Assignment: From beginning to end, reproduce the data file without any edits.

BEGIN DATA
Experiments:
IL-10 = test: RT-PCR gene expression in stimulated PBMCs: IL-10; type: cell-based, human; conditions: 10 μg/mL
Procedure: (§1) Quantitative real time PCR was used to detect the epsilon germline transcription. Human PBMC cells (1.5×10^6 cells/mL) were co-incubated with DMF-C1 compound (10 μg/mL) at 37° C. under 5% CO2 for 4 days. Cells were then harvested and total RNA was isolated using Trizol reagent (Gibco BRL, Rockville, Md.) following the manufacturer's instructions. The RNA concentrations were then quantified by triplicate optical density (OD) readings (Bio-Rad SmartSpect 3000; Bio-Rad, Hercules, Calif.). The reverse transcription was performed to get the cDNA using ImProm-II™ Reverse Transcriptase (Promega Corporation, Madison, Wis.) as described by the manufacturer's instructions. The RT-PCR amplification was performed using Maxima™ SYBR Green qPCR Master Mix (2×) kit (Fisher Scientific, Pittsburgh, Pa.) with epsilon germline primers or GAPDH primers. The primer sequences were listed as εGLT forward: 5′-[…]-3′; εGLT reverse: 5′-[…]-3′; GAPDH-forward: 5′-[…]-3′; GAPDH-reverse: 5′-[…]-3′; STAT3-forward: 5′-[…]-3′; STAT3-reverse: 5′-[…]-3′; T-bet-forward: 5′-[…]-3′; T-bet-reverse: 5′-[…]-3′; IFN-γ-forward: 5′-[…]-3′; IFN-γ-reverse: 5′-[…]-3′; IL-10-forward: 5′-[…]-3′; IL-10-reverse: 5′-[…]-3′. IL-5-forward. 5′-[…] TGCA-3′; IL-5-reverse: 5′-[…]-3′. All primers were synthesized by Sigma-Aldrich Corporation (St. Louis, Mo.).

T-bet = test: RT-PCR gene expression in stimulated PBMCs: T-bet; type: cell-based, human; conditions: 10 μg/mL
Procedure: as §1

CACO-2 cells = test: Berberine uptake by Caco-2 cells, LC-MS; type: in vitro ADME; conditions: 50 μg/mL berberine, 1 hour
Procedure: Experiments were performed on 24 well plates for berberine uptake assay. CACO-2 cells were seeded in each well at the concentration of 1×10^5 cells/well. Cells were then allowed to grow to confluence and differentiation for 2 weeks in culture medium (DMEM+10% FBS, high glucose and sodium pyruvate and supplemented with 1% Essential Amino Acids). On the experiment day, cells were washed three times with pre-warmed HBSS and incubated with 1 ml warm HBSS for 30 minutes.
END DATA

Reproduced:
Experiments:
IL-10 = test: RT-PCR gene expression in stimulated PBMCs: IL-10; type: cell-based, human; conditions: 10 μg/mL
Procedure: (§1) Quantitative real time PCR was used to detect the epsilon germline transcription. Human PBMC cells (1.5×10^6 cells/mL) were co-incubated with DMF-C1 compound (10 μg/mL) at 37° C. under 5% CO2 for 4 days. Cells were then harvested and total RNA was isolated using Trizol reagent (Gibco BRL, Rockville, Md.) following the manufacturer's instructions. The RNA concentrations were then quantified by triplicate optical density (OD) readings (Bio-Rad SmartSpect 3000; Bio-Rad, Hercules, Calif.). The reverse transcription was performed to get the cDNA using ImProm-II™ Reverse Transcriptase (Promega Corporation, Madison, Wis.) as described by the manufacturer's instructions. The RT-PCR amplification was performed using Maxima™ SYBR Green qPCR Master Mix (2×) kit (Fisher Scientific, Pittsburgh, Pa.) with epsilon germline primers or GAPDH primers. The primer sequences were listed as εGLT forward: 5′-[…]-3′; εGLT reverse: 5′-[…]-3′; GAPDH-forward: 5′-[…]-3′; GAPDH-reverse: 5′-[…]-3′; STAT3-forward: 5′-[…]-3′; STAT3-reverse: 5′-[…]-3′; T-bet-forward: 5′-[…]-3′; T-bet-reverse: 5′-[…]-3′; IFN-γ-forward: 5′-[…]-3′; IFN-γ-reverse: 5′-[…]-3′; IL-10-forward: 5′-[…]-3′; IL-10-reverse: 5′-[…]-3′. IL-5-forward. 5′-[…] TGCA-3′; IL-5-reverse: 5′-[…]-3′. All primers were synthesized by Sigma-Aldrich Corporation (St. Louis, Mo.).

T-bet = test: RT-PCR gene expression in stimulated PBMCs: T-bet; type: cell-based, human; conditions: 10 μg/mL
Procedure: as §1

CACO-2 cells = test: Berberine uptake by Caco-2 cells, LC-MS; type: in vitro ADME; conditions: 50 μg/mL berberine, 1 hour
Procedure: Experiments were performed on 24 well plates for berberine uptake assay. CACO-2 cells were seeded in each well at the concentration of 1×10^5 cells/well. Cells were then allowed to grow to confluence and differentiation for 2 weeks in culture medium (DMEM+10% FBS, high glucose and sodium pyruvate and supplemented with 1% Essential Amino Acids). On the experiment day, cells were washed three times with pre-warmed HBSS and incubated with 1 ml warm HBSS for 30 minutes.